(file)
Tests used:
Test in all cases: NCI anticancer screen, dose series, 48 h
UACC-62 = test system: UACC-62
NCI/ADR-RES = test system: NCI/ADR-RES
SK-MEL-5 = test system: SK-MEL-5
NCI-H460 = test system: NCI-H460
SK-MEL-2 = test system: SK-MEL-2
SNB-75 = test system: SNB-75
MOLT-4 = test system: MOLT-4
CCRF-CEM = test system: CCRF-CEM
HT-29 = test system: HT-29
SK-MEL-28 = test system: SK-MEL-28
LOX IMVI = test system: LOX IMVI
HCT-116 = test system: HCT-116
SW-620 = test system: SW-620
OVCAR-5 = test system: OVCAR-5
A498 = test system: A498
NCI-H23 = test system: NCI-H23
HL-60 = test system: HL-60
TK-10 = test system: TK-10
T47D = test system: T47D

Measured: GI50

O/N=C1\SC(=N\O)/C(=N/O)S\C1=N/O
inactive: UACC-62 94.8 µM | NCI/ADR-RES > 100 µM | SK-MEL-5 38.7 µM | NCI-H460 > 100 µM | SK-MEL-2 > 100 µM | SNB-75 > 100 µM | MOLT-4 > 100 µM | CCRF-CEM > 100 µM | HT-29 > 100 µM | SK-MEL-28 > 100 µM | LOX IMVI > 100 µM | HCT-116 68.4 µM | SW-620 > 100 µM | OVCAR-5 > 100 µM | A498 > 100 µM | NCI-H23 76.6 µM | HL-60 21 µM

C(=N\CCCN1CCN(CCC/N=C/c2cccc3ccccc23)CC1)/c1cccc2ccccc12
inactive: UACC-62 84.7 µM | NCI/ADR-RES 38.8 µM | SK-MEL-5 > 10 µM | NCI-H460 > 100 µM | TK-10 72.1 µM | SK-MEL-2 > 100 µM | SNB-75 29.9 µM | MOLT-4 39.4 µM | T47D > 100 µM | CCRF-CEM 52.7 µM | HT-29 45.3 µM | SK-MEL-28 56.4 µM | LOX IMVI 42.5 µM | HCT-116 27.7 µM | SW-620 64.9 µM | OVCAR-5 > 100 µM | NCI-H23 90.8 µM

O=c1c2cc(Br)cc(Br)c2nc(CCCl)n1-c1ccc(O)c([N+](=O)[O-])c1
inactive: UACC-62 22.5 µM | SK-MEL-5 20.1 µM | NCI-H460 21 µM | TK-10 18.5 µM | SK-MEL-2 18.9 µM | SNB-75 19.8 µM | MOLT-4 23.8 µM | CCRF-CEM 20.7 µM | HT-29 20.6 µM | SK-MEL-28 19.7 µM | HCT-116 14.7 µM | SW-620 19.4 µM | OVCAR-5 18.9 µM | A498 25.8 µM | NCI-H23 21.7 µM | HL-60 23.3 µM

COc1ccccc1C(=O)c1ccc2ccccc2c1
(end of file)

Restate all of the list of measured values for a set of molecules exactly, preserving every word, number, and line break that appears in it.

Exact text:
Tests used:
Test in all cases: NCI anticancer screen, dose series, 48 h
UACC-62 = test system: UACC-62
NCI/ADR-RES = test system: NCI/ADR-RES
SK-MEL-5 = test system: SK-MEL-5
NCI-H460 = test system: NCI-H460
SK-MEL-2 = test system: SK-MEL-2
SNB-75 = test system: SNB-75
MOLT-4 = test system: MOLT-4
CCRF-CEM = test system: CCRF-CEM
HT-29 = test system: HT-29
SK-MEL-28 = test system: SK-MEL-28
LOX IMVI = test system: LOX IMVI
HCT-116 = test system: HCT-116
SW-620 = test system: SW-620
OVCAR-5 = test system: OVCAR-5
A498 = test system: A498
NCI-H23 = test system: NCI-H23
HL-60 = test system: HL-60
TK-10 = test system: TK-10
T47D = test system: T47D

Measured: GI50

O/N=C1\SC(=N\O)/C(=N/O)S\C1=N/O
inactive: UACC-62 94.8 µM | NCI/ADR-RES > 100 µM | SK-MEL-5 38.7 µM | NCI-H460 > 100 µM | SK-MEL-2 > 100 µM | SNB-75 > 100 µM | MOLT-4 > 100 µM | CCRF-CEM > 100 µM | HT-29 > 100 µM | SK-MEL-28 > 100 µM | LOX IMVI > 100 µM | HCT-116 68.4 µM | SW-620 > 100 µM | OVCAR-5 > 100 µM | A498 > 100 µM | NCI-H23 76.6 µM | HL-60 21 µM

C(=N\CCCN1CCN(CCC/N=C/c2cccc3ccccc23)CC1)/c1cccc2ccccc12
inactive: UACC-62 84.7 µM | NCI/ADR-RES 38.8 µM | SK-MEL-5 > 10 µM | NCI-H460 > 100 µM | TK-10 72.1 µM | SK-MEL-2 > 100 µM | SNB-75 29.9 µM | MOLT-4 39.4 µM | T47D > 100 µM | CCRF-CEM 52.7 µM | HT-29 45.3 µM | SK-MEL-28 56.4 µM | LOX IMVI 42.5 µM | HCT-116 27.7 µM | SW-620 64.9 µM | OVCAR-5 > 100 µM | NCI-H23 90.8 µM

O=c1c2cc(Br)cc(Br)c2nc(CCCl)n1-c1ccc(O)c([N+](=O)[O-])c1
inactive: UACC-62 22.5 µM | SK-MEL-5 20.1 µM | NCI-H460 21 µM | TK-10 18.5 µM | SK-MEL-2 18.9 µM | SNB-75 19.8 µM | MOLT-4 23.8 µM | CCRF-CEM 20.7 µM | HT-29 20.6 µM | SK-MEL-28 19.7 µM | HCT-116 14.7 µM | SW-620 19.4 µM | OVCAR-5 18.9 µM | A498 25.8 µM | NCI-H23 21.7 µM | HL-60 23.3 µM

COc1ccccc1C(=O)c1ccc2ccccc2c1